March 21, 2022

Covering COVID-19 is a daily Poynter briefing of story ideas about the coronavirus and other timely topics for journalists, written by senior faculty Al Tompkins. Sign up here to have it delivered to your inbox every weekday morning.

If Congress does not pass a bill that pays for monoclonal antibodies this week, the White House says it will have to cut back shipments of the treatments to states by 30%. The federal government bought 20 million treatments of Paxlovid. Go here to see how much your state got in the last shipment. It was the smallest shipment in several weeks.

Over the weekend, Dr. Anthony Fauci said based on the spread of the BA.2 variant of the virus in Europe, we can expect COVID-19 cases to rise in the U.S. in the next few weeks. At best, he said, the long decline in new cases will flatten out. As The Atlantic points out, “Experts predict that the new BA.2 subvariant could be the dominant strain in the United States in a matter of weeks.” NPR quotes a White House warning from a letter to lawmakers on Tuesday that the country risks being “blindsided” by future variants, which could happen if we stop or slow the testing that would alert us of an emerging threat. The New York Times points out:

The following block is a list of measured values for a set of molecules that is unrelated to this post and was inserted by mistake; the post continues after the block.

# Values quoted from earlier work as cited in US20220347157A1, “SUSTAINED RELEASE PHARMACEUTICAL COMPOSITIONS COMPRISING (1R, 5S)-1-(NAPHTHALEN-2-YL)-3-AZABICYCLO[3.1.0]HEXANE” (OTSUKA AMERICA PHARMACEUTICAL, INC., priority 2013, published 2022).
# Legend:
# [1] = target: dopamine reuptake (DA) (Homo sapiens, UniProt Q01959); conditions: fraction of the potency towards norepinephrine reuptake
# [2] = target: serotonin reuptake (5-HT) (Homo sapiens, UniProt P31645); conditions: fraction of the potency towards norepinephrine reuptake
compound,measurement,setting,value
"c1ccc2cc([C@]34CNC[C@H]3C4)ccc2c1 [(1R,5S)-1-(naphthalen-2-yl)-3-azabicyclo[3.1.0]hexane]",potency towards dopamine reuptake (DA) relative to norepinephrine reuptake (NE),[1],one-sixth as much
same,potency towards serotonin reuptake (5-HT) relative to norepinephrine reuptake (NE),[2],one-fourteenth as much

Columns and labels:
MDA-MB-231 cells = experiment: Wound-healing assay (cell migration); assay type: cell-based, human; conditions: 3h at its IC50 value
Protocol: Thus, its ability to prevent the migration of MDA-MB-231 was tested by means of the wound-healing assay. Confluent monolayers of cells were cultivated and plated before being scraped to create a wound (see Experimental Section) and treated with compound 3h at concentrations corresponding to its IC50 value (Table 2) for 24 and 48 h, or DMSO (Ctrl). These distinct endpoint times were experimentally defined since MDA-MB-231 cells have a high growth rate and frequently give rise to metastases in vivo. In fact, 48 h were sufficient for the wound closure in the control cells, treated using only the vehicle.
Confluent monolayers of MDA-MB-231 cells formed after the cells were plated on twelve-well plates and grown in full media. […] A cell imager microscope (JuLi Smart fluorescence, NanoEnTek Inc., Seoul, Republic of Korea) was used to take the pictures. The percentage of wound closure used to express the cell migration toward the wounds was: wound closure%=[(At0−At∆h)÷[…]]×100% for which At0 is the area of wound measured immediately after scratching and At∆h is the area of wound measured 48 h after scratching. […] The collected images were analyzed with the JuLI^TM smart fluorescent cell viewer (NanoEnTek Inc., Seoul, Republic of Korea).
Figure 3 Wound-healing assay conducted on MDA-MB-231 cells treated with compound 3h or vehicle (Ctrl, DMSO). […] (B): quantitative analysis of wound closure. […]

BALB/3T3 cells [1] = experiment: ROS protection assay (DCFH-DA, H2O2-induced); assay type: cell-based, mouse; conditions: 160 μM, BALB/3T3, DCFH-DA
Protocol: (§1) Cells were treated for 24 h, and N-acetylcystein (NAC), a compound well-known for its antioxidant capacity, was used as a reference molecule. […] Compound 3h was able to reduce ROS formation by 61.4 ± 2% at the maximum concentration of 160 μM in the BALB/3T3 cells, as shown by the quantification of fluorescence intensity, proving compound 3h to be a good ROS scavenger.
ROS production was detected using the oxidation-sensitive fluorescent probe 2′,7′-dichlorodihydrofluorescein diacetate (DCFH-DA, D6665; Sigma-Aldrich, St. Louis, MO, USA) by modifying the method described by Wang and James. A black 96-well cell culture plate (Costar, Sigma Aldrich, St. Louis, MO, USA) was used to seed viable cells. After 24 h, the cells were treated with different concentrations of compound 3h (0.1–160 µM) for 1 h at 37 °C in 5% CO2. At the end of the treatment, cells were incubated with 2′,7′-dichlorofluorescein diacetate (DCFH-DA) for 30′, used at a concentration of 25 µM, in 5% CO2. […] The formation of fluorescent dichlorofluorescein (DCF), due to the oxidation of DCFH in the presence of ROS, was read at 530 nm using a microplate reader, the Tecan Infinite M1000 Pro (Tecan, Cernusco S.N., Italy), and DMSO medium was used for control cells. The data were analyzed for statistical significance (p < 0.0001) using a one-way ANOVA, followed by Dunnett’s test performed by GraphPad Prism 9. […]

While most states still report each weekday, more than a dozen have cut back to once or twice a week, according to a New York Times database. Arizona, Hawaii, Kentucky, Nevada, Ohio, Oklahoma and South Carolina have moved to weekly reports, as has the District of Columbia. Wyoming has moved to twice-a-week reports. More reductions are expected to come, public health officials have said.

Nationally, the declines in new cases, hospitalizations and deaths are tapering off, and some experts are concerned that the drop in reporting could create blind spots if the pandemic begins a resurgence.

Even as Fauci and others warn that some level of new infections is heading in our direction, states are closing their COVID-19 testing sites, just as they did before the omicron surge in 2021.